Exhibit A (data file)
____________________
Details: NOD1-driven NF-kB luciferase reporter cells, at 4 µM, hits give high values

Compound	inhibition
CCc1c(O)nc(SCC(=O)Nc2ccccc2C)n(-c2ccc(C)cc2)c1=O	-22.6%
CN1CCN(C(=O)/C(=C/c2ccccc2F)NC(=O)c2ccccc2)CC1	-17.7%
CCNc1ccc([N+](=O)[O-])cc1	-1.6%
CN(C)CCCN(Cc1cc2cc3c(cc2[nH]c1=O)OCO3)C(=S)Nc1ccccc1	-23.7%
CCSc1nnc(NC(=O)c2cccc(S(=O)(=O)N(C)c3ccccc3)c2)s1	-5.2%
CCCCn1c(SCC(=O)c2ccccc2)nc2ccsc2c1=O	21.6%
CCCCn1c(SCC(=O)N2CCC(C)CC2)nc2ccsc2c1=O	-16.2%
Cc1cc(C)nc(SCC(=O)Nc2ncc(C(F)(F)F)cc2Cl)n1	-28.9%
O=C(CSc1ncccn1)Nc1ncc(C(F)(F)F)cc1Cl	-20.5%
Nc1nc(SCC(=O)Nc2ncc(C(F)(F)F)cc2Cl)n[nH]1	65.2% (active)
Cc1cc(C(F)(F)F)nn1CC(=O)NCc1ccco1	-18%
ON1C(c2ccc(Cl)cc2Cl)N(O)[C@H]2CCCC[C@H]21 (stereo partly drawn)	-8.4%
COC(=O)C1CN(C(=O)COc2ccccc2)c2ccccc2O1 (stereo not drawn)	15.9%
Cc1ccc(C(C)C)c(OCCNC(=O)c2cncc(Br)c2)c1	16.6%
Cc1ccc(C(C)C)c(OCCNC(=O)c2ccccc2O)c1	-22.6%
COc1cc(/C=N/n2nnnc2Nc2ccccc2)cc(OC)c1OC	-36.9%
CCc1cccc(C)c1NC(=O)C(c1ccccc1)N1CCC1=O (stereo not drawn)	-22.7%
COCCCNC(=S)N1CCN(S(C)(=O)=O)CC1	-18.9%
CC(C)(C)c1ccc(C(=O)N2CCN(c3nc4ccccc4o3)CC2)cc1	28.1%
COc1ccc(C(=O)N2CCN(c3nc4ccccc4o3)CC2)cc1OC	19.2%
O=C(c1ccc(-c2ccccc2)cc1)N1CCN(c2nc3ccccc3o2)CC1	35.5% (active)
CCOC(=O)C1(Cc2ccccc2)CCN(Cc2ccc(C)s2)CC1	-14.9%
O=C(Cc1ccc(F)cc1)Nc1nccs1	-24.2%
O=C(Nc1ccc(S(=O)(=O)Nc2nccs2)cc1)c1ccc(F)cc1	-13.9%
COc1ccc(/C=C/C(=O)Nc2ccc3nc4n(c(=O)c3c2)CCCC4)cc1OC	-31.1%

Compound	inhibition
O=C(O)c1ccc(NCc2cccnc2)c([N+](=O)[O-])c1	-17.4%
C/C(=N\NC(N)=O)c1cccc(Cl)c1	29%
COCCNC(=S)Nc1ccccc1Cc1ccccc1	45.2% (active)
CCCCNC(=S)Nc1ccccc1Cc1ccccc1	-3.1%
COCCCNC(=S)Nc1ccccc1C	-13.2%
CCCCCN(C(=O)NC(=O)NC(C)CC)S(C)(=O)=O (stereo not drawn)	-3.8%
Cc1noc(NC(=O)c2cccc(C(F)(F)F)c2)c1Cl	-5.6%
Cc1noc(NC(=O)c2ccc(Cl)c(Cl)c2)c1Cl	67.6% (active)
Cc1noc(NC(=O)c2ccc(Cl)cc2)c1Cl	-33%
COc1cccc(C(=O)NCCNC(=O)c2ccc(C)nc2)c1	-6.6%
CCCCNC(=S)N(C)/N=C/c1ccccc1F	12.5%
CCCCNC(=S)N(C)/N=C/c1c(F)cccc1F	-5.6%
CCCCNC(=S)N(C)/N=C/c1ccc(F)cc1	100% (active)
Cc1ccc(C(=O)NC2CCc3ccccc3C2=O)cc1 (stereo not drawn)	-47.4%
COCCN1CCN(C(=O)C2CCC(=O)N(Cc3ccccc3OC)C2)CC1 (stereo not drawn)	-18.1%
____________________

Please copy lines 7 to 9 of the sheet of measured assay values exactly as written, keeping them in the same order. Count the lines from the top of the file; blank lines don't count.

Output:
CCSc1nnc(NC(=O)c2cccc(S(=O)(=O)N(C)c3ccccc3)c2)s1	-5.2%
CCCCn1c(SCC(=O)c2ccccc2)nc2ccsc2c1=O	21.6%
CCCCn1c(SCC(=O)N2CCC(C)CC2)nc2ccsc2c1=O	-16.2%